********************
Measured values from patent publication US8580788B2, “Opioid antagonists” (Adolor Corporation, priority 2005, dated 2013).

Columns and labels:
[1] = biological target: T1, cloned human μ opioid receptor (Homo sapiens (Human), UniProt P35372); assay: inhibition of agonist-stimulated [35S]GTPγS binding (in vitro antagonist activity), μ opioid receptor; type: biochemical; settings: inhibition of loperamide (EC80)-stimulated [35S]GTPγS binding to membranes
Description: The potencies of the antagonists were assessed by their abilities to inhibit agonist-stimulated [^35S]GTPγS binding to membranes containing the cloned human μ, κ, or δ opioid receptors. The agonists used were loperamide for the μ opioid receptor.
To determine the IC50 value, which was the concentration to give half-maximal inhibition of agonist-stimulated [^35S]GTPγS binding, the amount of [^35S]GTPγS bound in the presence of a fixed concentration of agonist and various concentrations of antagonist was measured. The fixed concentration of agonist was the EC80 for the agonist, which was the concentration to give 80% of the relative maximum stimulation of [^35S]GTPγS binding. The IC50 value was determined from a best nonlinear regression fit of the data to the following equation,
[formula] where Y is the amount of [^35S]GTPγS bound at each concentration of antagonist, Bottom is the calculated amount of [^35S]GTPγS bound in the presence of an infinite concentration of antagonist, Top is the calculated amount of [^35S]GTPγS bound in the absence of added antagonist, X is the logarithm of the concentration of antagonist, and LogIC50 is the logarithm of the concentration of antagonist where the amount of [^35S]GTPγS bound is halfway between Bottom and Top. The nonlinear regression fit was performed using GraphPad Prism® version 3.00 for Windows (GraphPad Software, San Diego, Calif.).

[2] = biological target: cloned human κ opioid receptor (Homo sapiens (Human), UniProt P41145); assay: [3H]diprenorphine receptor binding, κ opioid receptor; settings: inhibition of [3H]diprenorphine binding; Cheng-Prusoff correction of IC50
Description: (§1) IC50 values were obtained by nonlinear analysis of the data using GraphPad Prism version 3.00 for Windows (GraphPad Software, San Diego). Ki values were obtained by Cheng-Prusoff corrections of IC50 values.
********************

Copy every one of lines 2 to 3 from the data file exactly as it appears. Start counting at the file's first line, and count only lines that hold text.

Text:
Columns and labels:
[1] = biological target: T1, cloned human μ opioid receptor (Homo sapiens (Human), UniProt P35372); assay: inhibition of agonist-stimulated [35S]GTPγS binding (in vitro antagonist activity), μ opioid receptor; type: biochemical; settings: inhibition of loperamide (EC80)-stimulated [35S]GTPγS binding to membranes